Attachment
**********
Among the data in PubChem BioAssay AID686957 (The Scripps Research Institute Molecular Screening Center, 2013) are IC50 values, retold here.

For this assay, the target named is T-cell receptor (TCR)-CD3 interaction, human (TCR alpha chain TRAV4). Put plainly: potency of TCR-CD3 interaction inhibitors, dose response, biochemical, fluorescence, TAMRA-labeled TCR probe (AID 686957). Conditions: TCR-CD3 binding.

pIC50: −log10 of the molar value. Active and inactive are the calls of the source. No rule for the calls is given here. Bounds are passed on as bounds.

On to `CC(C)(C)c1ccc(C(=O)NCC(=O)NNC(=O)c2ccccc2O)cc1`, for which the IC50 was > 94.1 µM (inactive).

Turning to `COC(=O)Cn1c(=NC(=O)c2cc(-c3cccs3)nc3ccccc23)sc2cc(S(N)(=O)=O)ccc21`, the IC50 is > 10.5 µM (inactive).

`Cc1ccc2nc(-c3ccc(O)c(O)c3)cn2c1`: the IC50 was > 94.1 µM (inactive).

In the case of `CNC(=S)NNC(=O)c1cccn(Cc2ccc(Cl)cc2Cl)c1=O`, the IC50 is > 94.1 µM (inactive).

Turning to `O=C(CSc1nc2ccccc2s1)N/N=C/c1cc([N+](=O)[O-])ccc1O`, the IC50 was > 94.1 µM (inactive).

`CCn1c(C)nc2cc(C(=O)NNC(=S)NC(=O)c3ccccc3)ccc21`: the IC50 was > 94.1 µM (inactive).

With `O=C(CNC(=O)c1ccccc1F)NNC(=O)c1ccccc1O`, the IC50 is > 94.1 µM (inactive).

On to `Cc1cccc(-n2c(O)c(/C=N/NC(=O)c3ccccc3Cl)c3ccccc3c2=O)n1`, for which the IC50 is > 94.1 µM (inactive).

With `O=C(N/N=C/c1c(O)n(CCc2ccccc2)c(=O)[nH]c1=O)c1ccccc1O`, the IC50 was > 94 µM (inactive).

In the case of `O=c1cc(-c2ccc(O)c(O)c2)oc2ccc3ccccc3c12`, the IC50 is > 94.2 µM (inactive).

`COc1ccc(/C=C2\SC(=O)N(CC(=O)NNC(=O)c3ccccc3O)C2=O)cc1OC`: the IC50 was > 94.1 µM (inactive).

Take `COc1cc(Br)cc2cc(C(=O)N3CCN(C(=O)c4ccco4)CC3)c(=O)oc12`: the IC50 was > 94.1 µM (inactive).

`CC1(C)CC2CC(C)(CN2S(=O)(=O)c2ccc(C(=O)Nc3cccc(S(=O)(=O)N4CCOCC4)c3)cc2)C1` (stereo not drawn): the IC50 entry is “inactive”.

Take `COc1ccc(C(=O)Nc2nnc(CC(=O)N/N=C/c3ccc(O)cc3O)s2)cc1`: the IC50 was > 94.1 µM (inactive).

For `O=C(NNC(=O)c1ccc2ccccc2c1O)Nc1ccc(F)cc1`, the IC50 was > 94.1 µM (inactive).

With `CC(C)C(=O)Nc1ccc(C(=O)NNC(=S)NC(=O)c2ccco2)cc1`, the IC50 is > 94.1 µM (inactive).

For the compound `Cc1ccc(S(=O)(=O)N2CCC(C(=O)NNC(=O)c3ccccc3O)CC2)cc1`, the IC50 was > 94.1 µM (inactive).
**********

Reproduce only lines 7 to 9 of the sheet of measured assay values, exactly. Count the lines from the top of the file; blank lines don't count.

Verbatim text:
In the case of `CNC(=S)NNC(=O)c1cccn(Cc2ccc(Cl)cc2Cl)c1=O`, the IC50 is > 94.1 µM (inactive).

Turning to `O=C(CSc1nc2ccccc2s1)N/N=C/c1cc([N+](=O)[O-])ccc1O`, the IC50 was > 94.1 µM (inactive).

`CCn1c(C)nc2cc(C(=O)NNC(=S)NC(=O)c3ccccc3)ccc21`: the IC50 was > 94.1 µM (inactive).